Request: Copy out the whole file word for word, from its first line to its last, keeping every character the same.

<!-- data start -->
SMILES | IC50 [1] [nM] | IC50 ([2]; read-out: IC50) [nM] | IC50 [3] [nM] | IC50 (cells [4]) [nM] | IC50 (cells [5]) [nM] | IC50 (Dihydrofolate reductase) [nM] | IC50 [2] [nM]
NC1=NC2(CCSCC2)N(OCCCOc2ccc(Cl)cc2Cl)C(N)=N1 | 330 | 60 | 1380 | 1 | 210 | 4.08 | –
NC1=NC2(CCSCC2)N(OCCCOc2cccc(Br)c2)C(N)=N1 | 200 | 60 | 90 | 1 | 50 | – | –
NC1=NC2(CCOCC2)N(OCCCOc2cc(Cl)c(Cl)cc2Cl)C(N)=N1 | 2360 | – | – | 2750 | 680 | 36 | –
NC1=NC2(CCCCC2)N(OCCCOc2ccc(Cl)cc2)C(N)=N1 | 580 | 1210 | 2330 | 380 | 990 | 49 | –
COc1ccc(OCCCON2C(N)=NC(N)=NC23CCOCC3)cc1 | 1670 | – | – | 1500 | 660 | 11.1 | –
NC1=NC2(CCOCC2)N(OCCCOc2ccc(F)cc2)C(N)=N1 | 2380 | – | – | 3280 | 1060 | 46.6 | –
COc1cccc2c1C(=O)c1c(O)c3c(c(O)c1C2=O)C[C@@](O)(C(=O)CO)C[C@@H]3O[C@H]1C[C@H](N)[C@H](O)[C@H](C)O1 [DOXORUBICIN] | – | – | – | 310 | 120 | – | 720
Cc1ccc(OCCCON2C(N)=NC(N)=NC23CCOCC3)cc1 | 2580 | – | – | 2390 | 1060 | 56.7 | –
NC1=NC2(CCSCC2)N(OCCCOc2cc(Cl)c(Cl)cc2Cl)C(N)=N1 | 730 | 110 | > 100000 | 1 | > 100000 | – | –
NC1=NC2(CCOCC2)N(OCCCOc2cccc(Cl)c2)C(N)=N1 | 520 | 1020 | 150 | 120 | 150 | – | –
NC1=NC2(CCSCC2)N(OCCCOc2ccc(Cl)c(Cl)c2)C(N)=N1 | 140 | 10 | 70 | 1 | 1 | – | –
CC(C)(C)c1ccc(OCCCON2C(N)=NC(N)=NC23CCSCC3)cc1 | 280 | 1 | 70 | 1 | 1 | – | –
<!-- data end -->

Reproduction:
SMILES | IC50 [1] [nM] | IC50 ([2]; read-out: IC50) [nM] | IC50 [3] [nM] | IC50 (cells [4]) [nM] | IC50 (cells [5]) [nM] | IC50 (Dihydrofolate reductase) [nM] | IC50 [2] [nM]
NC1=NC2(CCSCC2)N(OCCCOc2ccc(Cl)cc2Cl)C(N)=N1 | 330 | 60 | 1380 | 1 | 210 | 4.08 | –
NC1=NC2(CCSCC2)N(OCCCOc2cccc(Br)c2)C(N)=N1 | 200 | 60 | 90 | 1 | 50 | – | –
NC1=NC2(CCOCC2)N(OCCCOc2cc(Cl)c(Cl)cc2Cl)C(N)=N1 | 2360 | – | – | 2750 | 680 | 36 | –
NC1=NC2(CCCCC2)N(OCCCOc2ccc(Cl)cc2)C(N)=N1 | 580 | 1210 | 2330 | 380 | 990 | 49 | –
COc1ccc(OCCCON2C(N)=NC(N)=NC23CCOCC3)cc1 | 1670 | – | – | 1500 | 660 | 11.1 | –
NC1=NC2(CCOCC2)N(OCCCOc2ccc(F)cc2)C(N)=N1 | 2380 | – | – | 3280 | 1060 | 46.6 | –
COc1cccc2c1C(=O)c1c(O)c3c(c(O)c1C2=O)C[C@@](O)(C(=O)CO)C[C@@H]3O[C@H]1C[C@H](N)[C@H](O)[C@H](C)O1 [DOXORUBICIN] | – | – | – | 310 | 120 | – | 720
Cc1ccc(OCCCON2C(N)=NC(N)=NC23CCOCC3)cc1 | 2580 | – | – | 2390 | 1060 | 56.7 | –
NC1=NC2(CCSCC2)N(OCCCOc2cc(Cl)c(Cl)cc2Cl)C(N)=N1 | 730 | 110 | > 100000 | 1 | > 100000 | – | –
NC1=NC2(CCOCC2)N(OCCCOc2cccc(Cl)c2)C(N)=N1 | 520 | 1020 | 150 | 120 | 150 | – | –
NC1=NC2(CCSCC2)N(OCCCOc2ccc(Cl)c(Cl)c2)C(N)=N1 | 140 | 10 | 70 | 1 | 1 | – | –
CC(C)(C)c1ccc(OCCCON2C(N)=NC(N)=NC23CCSCC3)cc1 | 280 | 1 | 70 | 1 | 1 | – | –